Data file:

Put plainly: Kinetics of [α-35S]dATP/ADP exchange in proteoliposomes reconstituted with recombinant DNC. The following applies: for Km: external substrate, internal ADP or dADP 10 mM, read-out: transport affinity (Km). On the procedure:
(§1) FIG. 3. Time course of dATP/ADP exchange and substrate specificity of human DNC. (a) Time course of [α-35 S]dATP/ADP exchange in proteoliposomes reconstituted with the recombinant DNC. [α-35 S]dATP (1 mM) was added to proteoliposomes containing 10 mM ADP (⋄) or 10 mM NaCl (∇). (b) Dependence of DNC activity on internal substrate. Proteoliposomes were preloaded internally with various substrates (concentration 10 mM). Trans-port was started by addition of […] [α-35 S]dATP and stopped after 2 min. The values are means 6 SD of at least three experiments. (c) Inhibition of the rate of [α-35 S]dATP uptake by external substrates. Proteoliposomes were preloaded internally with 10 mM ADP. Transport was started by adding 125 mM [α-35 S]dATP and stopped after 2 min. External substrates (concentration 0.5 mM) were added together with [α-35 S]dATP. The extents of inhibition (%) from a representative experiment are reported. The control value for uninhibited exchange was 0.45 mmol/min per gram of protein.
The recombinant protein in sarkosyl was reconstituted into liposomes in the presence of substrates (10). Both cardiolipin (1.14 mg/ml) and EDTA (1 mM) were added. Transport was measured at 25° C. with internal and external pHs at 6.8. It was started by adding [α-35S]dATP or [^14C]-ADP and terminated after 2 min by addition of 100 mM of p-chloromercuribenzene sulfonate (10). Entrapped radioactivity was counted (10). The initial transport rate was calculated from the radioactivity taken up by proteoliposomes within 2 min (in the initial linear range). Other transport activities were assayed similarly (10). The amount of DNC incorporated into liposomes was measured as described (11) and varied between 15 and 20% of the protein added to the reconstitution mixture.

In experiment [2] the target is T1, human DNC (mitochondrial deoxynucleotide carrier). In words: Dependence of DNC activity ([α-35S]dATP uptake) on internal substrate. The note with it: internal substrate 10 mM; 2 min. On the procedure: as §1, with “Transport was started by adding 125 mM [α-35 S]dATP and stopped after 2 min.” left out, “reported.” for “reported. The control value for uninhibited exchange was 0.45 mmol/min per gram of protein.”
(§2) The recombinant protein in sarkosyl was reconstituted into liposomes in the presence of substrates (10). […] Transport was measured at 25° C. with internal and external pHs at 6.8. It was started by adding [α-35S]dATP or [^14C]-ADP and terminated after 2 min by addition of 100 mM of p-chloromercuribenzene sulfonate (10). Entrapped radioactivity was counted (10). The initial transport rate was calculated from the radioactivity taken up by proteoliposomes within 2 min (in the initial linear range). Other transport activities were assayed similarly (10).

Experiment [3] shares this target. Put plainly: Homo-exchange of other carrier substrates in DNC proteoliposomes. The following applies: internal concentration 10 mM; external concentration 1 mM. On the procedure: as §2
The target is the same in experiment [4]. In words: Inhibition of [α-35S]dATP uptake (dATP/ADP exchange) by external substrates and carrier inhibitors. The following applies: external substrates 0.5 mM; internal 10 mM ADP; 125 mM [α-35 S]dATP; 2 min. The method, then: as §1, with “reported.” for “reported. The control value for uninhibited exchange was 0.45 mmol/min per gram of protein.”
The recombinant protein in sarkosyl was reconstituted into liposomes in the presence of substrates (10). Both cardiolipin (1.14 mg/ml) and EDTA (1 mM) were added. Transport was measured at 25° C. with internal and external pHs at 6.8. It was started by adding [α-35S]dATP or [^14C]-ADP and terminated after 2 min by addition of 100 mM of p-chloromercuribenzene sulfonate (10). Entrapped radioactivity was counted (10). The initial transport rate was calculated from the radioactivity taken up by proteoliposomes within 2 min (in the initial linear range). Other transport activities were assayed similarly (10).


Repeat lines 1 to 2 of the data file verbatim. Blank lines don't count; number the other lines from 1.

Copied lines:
Put plainly: Kinetics of [α-35S]dATP/ADP exchange in proteoliposomes reconstituted with recombinant DNC. The following applies: for Km: external substrate, internal ADP or dADP 10 mM, read-out: transport affinity (Km). On the procedure:
(§1) FIG. 3. Time course of dATP/ADP exchange and substrate specificity of human DNC. (a) Time course of [α-35 S]dATP/ADP exchange in proteoliposomes reconstituted with the recombinant DNC. [α-35 S]dATP (1 mM) was added to proteoliposomes containing 10 mM ADP (⋄) or 10 mM NaCl (∇). (b) Dependence of DNC activity on internal substrate. Proteoliposomes were preloaded internally with various substrates (concentration 10 mM). Trans-port was started by addition of […] [α-35 S]dATP and stopped after 2 min. The values are means 6 SD of at least three experiments. (c) Inhibition of the rate of [α-35 S]dATP uptake by external substrates. Proteoliposomes were preloaded internally with 10 mM ADP. Transport was started by adding 125 mM [α-35 S]dATP and stopped after 2 min. External substrates (concentration 0.5 mM) were added together with [α-35 S]dATP. The extents of inhibition (%) from a representative experiment are reported. The control value for uninhibited exchange was 0.45 mmol/min per gram of protein.